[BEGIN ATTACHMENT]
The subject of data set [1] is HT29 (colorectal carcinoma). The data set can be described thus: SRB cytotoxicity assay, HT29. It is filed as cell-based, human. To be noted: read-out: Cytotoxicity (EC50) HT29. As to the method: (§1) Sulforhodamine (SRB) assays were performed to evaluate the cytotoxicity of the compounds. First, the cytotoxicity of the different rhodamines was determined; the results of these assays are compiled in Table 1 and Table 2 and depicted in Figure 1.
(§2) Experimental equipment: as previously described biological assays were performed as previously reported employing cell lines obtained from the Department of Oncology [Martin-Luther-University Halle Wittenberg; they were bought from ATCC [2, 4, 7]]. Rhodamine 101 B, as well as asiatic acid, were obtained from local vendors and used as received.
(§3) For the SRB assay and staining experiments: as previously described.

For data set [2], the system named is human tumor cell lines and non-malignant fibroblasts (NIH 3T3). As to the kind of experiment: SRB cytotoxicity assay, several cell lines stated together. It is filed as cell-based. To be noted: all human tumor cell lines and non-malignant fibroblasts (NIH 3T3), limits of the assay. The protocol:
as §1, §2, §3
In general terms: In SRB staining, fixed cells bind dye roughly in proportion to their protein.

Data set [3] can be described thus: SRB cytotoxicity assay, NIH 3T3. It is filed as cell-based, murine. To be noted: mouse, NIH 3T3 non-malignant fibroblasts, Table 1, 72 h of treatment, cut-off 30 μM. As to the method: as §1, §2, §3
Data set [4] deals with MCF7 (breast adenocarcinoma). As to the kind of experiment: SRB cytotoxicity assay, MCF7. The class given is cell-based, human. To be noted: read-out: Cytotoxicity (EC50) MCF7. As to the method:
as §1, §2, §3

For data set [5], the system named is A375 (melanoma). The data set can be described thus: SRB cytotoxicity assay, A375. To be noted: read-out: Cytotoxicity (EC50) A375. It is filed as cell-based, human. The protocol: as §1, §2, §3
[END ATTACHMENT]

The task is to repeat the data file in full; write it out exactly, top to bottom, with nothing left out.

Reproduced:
The subject of data set [1] is HT29 (colorectal carcinoma). The data set can be described thus: SRB cytotoxicity assay, HT29. It is filed as cell-based, human. To be noted: read-out: Cytotoxicity (EC50) HT29. As to the method: (§1) Sulforhodamine (SRB) assays were performed to evaluate the cytotoxicity of the compounds. First, the cytotoxicity of the different rhodamines was determined; the results of these assays are compiled in Table 1 and Table 2 and depicted in Figure 1.
(§2) Experimental equipment: as previously described biological assays were performed as previously reported employing cell lines obtained from the Department of Oncology [Martin-Luther-University Halle Wittenberg; they were bought from ATCC [2, 4, 7]]. Rhodamine 101 B, as well as asiatic acid, were obtained from local vendors and used as received.
(§3) For the SRB assay and staining experiments: as previously described.

For data set [2], the system named is human tumor cell lines and non-malignant fibroblasts (NIH 3T3). As to the kind of experiment: SRB cytotoxicity assay, several cell lines stated together. It is filed as cell-based. To be noted: all human tumor cell lines and non-malignant fibroblasts (NIH 3T3), limits of the assay. The protocol:
as §1, §2, §3
In general terms: In SRB staining, fixed cells bind dye roughly in proportion to their protein.

Data set [3] can be described thus: SRB cytotoxicity assay, NIH 3T3. It is filed as cell-based, murine. To be noted: mouse, NIH 3T3 non-malignant fibroblasts, Table 1, 72 h of treatment, cut-off 30 μM. As to the method: as §1, §2, §3
Data set [4] deals with MCF7 (breast adenocarcinoma). As to the kind of experiment: SRB cytotoxicity assay, MCF7. The class given is cell-based, human. To be noted: read-out: Cytotoxicity (EC50) MCF7. As to the method:
as §1, §2, §3

For data set [5], the system named is A375 (melanoma). The data set can be described thus: SRB cytotoxicity assay, A375. To be noted: read-out: Cytotoxicity (EC50) A375. It is filed as cell-based, human. The protocol: as §1, §2, §3